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Speeding Up Productivity With Autonomous Mobile Robots
May 18, 2021 News


Growing up, Mohd Hazeli Rasul has always been fascinated by robots. From robots on the screen to toys, his passion and interest in robots led him to pursue a degree in mechatronics. Today, he is the CEO of Move Robotic, a start-up that focuses on developing technology for autonomous mobility robots. It aims to produce affordable and robust autonomous mobile robot technology as a solution for different industries, such as warehousing, production line, agriculture, logistics and many others.

Move Robotics is part of five start-ups that were recently announced by Cyberview, the Tech Hub Developer of Cyberjaya, for its 2021 accelerator program. Cyberview elevates local innovators and nurtures a vibrant tech ecosystem through the Cyberview Living Lab Accelerator (CLLA) programme.

Through the course of the five-month programme, these companies will fast-track the development and commercialisation of high-tech, innovative products and solutions across various fields including property and education.

Hazeli believes that robotics is the future in most industries. As businesses continue to improve their agility and productivity to meet consumer demands, robotics will play an important role in ensuring this. From manufacturing to agriculture industries, the collaboration between humans and technology is key in ensuring this efficiency is achieved.

“Autonomous Mobile Robots (AMR) are more useful in recent times because today we can implement AI and big data which can improve their function and flexibility. They can improve productivity while maintaining company resources. They are able to reduce mundane and repetitive tasks as well as improve safety by working on tasks that are risky for humans, especially in harsh environments. Also, robots can reduce human errors and are able to adapt to changes fast, based on working environments and scenarios,” said Hazeli.

Although the costs of AMRs are getting cheaper, Hazeli explained there are still other costs that businesses need to be aware of. This includes training and maintenance of AMRs. This is why Hazeli believes that while small businesses may want to use such technologies, they need to really be prepared for the long-term costs. However, medium, and large corporations are able to have more use cases for AMRs in their respective industries.

According to Hazeli, 75% of businesses are aware of the benefits of using AMRs in simplifying tasks and improving productivity. What holds them back is the potential ROI from this technology. He believes that more education, awareness, and skillsets on the long term returns of AMRs are needed to help businesses understand the true value of it.

While Hazeli points out that there is a shortage of skillsets in AMR, they are working closely with education and training communities to see how they can improve the demand as it will only increase in the future. The skillset required for robotic technology is normally related to computer science, programming and such and have mechanical engineering skills as they relate to robotic mechanics.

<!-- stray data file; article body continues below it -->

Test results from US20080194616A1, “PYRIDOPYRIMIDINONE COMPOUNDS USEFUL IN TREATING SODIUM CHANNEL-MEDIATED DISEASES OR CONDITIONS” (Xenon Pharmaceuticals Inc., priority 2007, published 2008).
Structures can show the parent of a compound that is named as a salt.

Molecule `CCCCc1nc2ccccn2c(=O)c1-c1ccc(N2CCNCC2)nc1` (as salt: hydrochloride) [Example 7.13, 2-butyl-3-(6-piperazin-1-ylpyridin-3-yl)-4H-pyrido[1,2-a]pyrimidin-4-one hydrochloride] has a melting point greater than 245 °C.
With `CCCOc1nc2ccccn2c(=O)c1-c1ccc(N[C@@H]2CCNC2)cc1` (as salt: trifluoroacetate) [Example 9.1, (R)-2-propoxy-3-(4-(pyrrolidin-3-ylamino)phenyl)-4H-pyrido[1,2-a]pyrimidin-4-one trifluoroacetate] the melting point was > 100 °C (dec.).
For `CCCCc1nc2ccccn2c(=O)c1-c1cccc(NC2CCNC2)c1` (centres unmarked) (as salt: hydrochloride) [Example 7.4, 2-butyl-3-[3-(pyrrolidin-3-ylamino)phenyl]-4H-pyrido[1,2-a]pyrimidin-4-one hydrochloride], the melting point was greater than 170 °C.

“We now have Robots-as-a-Service (RaaS) whereby third-party robot providers do all the maintenance, set up and be able to assist business in the usage of the technology. Most robotics companies are now offering this as businesses have complexities in implementing robotics in their organisation. RaaS is easy to implement in many industries, from manufacturing to cleaning,” explained Hazeli.

The video below explains more about Move Robotics and what they do.

“Education is very important to implement this technology. Not all tasks can be replaced by machines. Humans are still needed to do more important tasks. They need to work alongside robots. This is why we have cobots (collaborative robots) which help humans execute tasks more efficiently. Robotics can’t duplicate creativity and can’t do complex judgement currently unlike humans. But having said that, we need to upskill employees from doing repetitive tasks. There must be a balance between humanity and machines,” commented Hazeli.

Security is also another hindrance for some organisations in using robotics. For Move Robotics, the security is quite straight forward as they don’t see the data unless the business wants to use it for analytics.

“We are unique as we developed our own architecture for robots. That’s why we serve our local Malaysian companies a product that doesn’t give them a security concern. We also work with the military. The reason they do not use any UAVs, and such is because there are concerns of the technology used,” said Hazeli.

Hazeli also shared his experience with the CLLA program which helped Move Robotics move up the ladder especially in their entrepreneurship journey. As a start-up, they needed all the help they can get to ensure the product can be successful.

The CLLA programme provides a launchpad for start-ups and innovators to accelerate their business development and growth in Cyberjaya. The entire city of Cyberjaya serves as a sandbox for these companies to conduct proof-of-concept testing of their products and solutions. They will also have opportunities to network and connect with relevant industry experts as well as access to both domestic and international markets through private and public initiatives with the support of Cyberview.